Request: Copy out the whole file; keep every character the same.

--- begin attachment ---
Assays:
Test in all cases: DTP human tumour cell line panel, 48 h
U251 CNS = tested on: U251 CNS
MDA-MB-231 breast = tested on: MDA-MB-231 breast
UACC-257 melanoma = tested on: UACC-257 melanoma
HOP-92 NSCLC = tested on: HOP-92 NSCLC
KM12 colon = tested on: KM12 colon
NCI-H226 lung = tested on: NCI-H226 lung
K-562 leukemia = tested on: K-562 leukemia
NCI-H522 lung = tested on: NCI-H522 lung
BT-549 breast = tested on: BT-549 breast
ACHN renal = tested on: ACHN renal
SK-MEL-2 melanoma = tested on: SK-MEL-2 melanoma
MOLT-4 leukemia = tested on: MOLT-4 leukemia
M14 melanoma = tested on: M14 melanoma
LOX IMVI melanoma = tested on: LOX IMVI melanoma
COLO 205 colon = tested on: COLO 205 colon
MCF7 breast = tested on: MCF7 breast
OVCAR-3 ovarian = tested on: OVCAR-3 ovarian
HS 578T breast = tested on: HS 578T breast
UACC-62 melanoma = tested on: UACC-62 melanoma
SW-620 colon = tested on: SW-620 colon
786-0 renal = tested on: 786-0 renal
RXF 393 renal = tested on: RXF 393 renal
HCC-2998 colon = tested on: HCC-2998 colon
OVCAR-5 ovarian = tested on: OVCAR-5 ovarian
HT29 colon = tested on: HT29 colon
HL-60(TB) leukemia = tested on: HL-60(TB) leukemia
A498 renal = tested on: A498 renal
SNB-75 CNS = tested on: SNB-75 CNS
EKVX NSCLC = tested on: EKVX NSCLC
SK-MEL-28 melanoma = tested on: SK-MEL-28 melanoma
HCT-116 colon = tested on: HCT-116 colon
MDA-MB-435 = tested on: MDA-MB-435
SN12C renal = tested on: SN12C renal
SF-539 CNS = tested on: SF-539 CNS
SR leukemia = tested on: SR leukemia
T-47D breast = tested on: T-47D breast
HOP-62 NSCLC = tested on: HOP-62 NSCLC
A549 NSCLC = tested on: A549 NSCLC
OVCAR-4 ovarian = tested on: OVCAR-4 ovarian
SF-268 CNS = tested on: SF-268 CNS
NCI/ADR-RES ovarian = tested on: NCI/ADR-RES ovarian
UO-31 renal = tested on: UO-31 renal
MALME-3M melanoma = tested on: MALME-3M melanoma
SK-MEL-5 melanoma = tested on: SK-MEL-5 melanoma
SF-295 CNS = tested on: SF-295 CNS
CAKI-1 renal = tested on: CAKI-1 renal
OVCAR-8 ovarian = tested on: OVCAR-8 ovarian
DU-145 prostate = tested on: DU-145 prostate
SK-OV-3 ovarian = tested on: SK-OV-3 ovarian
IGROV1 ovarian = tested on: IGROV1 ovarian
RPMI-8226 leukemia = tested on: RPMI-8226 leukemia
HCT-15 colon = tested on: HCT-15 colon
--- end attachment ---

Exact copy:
Assays:
Test in all cases: DTP human tumour cell line panel, 48 h
U251 CNS = tested on: U251 CNS
MDA-MB-231 breast = tested on: MDA-MB-231 breast
UACC-257 melanoma = tested on: UACC-257 melanoma
HOP-92 NSCLC = tested on: HOP-92 NSCLC
KM12 colon = tested on: KM12 colon
NCI-H226 lung = tested on: NCI-H226 lung
K-562 leukemia = tested on: K-562 leukemia
NCI-H522 lung = tested on: NCI-H522 lung
BT-549 breast = tested on: BT-549 breast
ACHN renal = tested on: ACHN renal
SK-MEL-2 melanoma = tested on: SK-MEL-2 melanoma
MOLT-4 leukemia = tested on: MOLT-4 leukemia
M14 melanoma = tested on: M14 melanoma
LOX IMVI melanoma = tested on: LOX IMVI melanoma
COLO 205 colon = tested on: COLO 205 colon
MCF7 breast = tested on: MCF7 breast
OVCAR-3 ovarian = tested on: OVCAR-3 ovarian
HS 578T breast = tested on: HS 578T breast
UACC-62 melanoma = tested on: UACC-62 melanoma
SW-620 colon = tested on: SW-620 colon
786-0 renal = tested on: 786-0 renal
RXF 393 renal = tested on: RXF 393 renal
HCC-2998 colon = tested on: HCC-2998 colon
OVCAR-5 ovarian = tested on: OVCAR-5 ovarian
HT29 colon = tested on: HT29 colon
HL-60(TB) leukemia = tested on: HL-60(TB) leukemia
A498 renal = tested on: A498 renal
SNB-75 CNS = tested on: SNB-75 CNS
EKVX NSCLC = tested on: EKVX NSCLC
SK-MEL-28 melanoma = tested on: SK-MEL-28 melanoma
HCT-116 colon = tested on: HCT-116 colon
MDA-MB-435 = tested on: MDA-MB-435
SN12C renal = tested on: SN12C renal
SF-539 CNS = tested on: SF-539 CNS
SR leukemia = tested on: SR leukemia
T-47D breast = tested on: T-47D breast
HOP-62 NSCLC = tested on: HOP-62 NSCLC
A549 NSCLC = tested on: A549 NSCLC
OVCAR-4 ovarian = tested on: OVCAR-4 ovarian
SF-268 CNS = tested on: SF-268 CNS
NCI/ADR-RES ovarian = tested on: NCI/ADR-RES ovarian
UO-31 renal = tested on: UO-31 renal
MALME-3M melanoma = tested on: MALME-3M melanoma
SK-MEL-5 melanoma = tested on: SK-MEL-5 melanoma
SF-295 CNS = tested on: SF-295 CNS
CAKI-1 renal = tested on: CAKI-1 renal
OVCAR-8 ovarian = tested on: OVCAR-8 ovarian
DU-145 prostate = tested on: DU-145 prostate
SK-OV-3 ovarian = tested on: SK-OV-3 ovarian
IGROV1 ovarian = tested on: IGROV1 ovarian
RPMI-8226 leukemia = tested on: RPMI-8226 leukemia
HCT-15 colon = tested on: HCT-15 colon